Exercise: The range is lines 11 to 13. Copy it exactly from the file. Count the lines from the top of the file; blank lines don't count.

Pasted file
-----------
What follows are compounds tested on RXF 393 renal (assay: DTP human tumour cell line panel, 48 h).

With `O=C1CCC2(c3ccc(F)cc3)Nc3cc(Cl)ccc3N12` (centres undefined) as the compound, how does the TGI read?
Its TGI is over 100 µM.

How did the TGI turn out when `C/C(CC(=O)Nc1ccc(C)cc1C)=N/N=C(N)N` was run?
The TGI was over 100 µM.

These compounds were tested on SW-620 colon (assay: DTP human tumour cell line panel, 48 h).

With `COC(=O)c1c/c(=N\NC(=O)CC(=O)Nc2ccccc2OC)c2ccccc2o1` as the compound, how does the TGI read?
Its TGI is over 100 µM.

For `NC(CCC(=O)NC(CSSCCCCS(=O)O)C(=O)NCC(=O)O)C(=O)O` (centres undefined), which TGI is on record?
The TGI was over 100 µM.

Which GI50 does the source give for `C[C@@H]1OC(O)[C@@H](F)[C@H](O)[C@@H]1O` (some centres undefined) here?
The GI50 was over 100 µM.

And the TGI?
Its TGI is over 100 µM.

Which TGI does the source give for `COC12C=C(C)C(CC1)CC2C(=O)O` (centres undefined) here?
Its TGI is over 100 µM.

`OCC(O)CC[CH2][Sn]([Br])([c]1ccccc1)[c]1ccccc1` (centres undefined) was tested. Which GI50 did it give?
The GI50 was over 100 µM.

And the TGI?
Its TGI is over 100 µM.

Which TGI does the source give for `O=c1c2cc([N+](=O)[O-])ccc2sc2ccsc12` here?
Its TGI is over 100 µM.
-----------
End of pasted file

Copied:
Which GI50 does the source give for `C[C@@H]1OC(O)[C@@H](F)[C@H](O)[C@@H]1O` (some centres undefined) here?
The GI50 was over 100 µM.

And the TGI?